There were four people in Jean’s early life whose influence was to mould the Jean Archer we have come to know.  First and foremost was her adored Father, who taught her to read and write and who brought her the classics like Treasure Island, and Charles Dickens.  He introduced Jean to the wonder of reading about the lives of great and famous people and about the history of this country.  Her Father guided her through the difficult texts of Shakespeare and other deeply-penned books which she could not quite comprehend, and he fostered her life-long obsession with books.  He introduced her to the delights of poetry and she was to become proficient in writing poems.

He taught her to appreciate classic paintings, how to observe colour and to convey it onto canvas.  Later Jean took up painting and covered many canvases with scenes of Amersham and also her dog, Tarrapyn.  Her Father spoke sparingly of his experiences in the first World War 1914/1918 but what he said was sufficient to awaken in Jean a deep patriotism for King and Country and admiration of the British Empire which she fiercely defended if anybody dared to criticise it.

Reflections of AmershamTo be able to read opened up a whole new world for Jean and eventually she began to write articles for the “Bucks Examiner” about the characters in Amersham, its festivals and organisations.  Tony White, the Editor, told Jean that he would publish anything that she wrote, and he did.   These articles were collated and became Jean’s first book published under the title “Reflections of Amersham” (1975).  This was the forerunner of other books with such varied titles as “Tales of Old Buckinghamshire” (1987),  “Hidden Buckinghamshire” (1989), “Amersham in Old Photographs” (1995) and “The Story of John Brazil” (1979) of cold meat and sausage fame in Amersham.

The Story of John BrazilIn 1990 Amersham Town Football Club was to celebrate a hundred years of football and they asked Jean if she would write a book to commemorate their Centenary.  Jean agreed and asked for their Minute books to give her some guidance, but the Club could not produce any.  So Jean spent hours in the Records Office in Aylesbury going through all the old newspapers back to 1890 to gather any snippets of information about the Club’s activities.  Her book “100 Years of Club and Town” was published in 1990.   Jean was invited to collaborate with Andy Williams, one of Britain’s foremost landscape photographers, and their book “Buckinghamshire – a Portrait in Colour” was published in 1994.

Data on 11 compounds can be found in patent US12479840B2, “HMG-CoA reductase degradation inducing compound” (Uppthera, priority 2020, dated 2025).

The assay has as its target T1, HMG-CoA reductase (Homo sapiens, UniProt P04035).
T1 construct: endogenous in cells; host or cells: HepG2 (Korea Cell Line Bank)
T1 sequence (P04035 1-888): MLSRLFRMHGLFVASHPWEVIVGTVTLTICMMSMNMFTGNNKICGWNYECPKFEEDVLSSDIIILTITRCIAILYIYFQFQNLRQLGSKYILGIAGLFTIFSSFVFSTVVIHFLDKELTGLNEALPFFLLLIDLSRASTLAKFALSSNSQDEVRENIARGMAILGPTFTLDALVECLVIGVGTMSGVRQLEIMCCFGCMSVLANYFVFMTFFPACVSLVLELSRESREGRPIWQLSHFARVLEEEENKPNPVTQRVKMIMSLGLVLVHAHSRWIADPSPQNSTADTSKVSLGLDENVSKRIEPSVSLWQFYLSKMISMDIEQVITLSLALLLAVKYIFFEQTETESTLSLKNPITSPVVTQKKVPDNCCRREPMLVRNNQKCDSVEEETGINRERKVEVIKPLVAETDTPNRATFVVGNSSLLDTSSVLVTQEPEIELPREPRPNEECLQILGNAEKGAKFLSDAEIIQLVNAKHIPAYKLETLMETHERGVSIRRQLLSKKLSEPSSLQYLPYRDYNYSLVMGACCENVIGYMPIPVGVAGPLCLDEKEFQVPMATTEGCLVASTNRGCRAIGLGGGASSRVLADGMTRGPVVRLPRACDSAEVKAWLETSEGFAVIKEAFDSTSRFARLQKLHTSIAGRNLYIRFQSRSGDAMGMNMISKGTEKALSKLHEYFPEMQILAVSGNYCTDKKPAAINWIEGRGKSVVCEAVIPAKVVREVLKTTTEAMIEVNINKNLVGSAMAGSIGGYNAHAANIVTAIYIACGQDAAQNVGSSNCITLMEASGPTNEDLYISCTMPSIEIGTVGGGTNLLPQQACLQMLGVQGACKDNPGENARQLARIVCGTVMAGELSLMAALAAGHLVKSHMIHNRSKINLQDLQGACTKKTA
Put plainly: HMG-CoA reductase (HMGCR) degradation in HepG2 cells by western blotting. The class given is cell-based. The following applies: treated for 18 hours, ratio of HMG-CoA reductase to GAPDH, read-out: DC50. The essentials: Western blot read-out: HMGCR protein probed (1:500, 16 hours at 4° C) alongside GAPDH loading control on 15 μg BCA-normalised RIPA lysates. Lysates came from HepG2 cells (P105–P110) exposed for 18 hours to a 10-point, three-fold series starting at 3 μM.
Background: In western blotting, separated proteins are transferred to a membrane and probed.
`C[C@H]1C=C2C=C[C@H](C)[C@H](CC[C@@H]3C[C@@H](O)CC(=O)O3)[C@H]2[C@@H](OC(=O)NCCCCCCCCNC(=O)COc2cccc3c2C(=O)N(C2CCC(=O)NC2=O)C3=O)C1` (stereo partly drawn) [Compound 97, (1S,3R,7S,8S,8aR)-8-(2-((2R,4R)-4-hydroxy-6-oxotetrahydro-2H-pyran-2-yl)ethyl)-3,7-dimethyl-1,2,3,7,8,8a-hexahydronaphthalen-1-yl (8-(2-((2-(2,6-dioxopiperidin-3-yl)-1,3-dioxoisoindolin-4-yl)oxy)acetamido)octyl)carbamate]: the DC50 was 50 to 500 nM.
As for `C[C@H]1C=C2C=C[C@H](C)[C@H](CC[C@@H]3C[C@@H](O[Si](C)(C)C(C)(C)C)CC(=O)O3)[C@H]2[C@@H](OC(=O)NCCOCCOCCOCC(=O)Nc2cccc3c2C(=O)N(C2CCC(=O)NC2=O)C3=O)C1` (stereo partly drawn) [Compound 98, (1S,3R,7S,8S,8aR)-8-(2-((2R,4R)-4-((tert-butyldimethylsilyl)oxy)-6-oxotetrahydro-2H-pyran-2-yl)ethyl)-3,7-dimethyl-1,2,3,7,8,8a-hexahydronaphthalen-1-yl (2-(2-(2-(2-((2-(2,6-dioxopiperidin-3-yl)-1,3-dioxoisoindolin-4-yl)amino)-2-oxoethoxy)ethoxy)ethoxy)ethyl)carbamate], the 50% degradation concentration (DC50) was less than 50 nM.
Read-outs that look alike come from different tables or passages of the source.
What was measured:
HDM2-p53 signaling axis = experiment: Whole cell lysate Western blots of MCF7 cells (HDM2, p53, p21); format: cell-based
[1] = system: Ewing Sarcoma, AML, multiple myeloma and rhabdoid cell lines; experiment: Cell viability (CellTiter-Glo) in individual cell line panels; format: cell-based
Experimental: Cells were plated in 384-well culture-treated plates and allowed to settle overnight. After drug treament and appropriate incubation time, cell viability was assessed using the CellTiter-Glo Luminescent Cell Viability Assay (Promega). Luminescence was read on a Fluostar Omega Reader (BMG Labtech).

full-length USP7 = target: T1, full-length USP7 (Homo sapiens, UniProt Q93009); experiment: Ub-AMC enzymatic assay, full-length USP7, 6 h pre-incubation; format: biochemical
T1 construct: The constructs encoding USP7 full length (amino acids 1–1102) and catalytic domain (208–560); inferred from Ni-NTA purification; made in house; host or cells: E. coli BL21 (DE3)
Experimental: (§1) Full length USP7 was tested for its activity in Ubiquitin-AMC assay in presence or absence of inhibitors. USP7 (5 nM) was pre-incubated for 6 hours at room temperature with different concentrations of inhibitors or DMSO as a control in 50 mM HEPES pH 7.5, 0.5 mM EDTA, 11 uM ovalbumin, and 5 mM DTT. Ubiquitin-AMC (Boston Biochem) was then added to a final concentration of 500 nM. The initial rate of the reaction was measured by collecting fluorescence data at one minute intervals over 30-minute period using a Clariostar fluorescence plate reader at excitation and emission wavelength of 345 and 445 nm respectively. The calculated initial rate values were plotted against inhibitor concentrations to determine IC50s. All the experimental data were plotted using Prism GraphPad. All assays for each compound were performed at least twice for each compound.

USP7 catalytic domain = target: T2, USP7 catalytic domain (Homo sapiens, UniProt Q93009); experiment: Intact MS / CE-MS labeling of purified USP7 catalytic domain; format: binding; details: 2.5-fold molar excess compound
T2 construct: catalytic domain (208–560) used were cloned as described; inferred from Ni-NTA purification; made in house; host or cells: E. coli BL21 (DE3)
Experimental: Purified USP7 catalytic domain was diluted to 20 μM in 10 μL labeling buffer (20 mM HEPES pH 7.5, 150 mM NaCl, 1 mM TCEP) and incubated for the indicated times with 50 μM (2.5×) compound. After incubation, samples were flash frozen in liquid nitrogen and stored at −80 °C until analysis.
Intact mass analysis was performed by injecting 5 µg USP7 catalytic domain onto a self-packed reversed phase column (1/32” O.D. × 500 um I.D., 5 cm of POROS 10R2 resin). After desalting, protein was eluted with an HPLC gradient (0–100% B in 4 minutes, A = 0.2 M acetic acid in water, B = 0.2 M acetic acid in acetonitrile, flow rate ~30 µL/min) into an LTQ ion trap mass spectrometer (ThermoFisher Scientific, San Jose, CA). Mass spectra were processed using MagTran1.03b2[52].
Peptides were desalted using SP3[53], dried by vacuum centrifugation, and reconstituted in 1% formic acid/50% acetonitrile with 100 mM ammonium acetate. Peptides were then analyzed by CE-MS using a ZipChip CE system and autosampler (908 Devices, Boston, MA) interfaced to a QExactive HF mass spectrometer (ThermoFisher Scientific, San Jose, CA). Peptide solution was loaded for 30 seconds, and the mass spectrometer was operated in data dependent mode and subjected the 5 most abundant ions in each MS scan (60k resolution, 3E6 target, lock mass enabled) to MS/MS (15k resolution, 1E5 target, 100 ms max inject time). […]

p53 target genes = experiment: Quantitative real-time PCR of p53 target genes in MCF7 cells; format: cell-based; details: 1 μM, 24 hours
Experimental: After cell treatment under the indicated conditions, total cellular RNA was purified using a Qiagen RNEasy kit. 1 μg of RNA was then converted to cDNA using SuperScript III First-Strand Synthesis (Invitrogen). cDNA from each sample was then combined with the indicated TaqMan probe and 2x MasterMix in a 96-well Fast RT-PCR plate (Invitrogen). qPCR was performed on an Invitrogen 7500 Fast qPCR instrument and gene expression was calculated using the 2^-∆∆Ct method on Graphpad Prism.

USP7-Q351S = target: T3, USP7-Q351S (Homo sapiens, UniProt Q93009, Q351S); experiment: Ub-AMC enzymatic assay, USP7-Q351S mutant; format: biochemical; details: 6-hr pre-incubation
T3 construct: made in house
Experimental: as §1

It was her Father who encouraged Jean to stand up for herself.  Jean would come home from school complaining about a certain girl who was bullying her.  So her Father taught her how to box.  Next time the girl confronted Jean, again with bullying intent, Jean landed her a straight punch on the nose.  Jean was never bullied again.  Her Father also taught her how to shoot and Jean became the scourge of the fair-men in the shooting gallery at Amersham Charter Fair because she won a prize every time she took a shot!

The second person to influence young Jean was her Grandmother, who had appeared on stage in London.  When Grandmother visited she would stand the small girl on the kitchen table and get her to sing a popular song, exhorting her to “don’t forget the gallery” and to throw her voice to reach there.  Her Grandmother’s stories of the stage quickened Jean’s interest in drama with which she was to become heavily involved.  Jean joined the local repertory company and one of her many appearances was to play the maid in Noel Coward’s “Blithe Spirit”.  Jean became the leading light behind the Drama Group of Amersham (Old Town) Women’s Institute for which she wrote, produced and performed in pantomimes and other dramatic productions.  She also designed and helped to paint the backcloth used for these shows.  Jean also started the Amersham Old Town Follies, writing sketches for them and inspiring the content of the opening medleys featuring modern songs by Cole Porter, Gershwin, and the like.  Jean said that the present audiences did not want to hear “the Old Bull and Bush” or “Daisy, Daisy” as they were their great Grandmother’s songs.

Jean was responsible for restarting the Amersham Town Band.  This had been disbanded because of the Second World War when all the men were away.  Jean decided that the band should be reformed and now it is flourishing and appears at local functions, in the Church, the Memorial Gardens etc. and all over the County and has achieved success in National Band competitions.  Jean became the Band’s Vice-President and she held this appointment until the end of her life.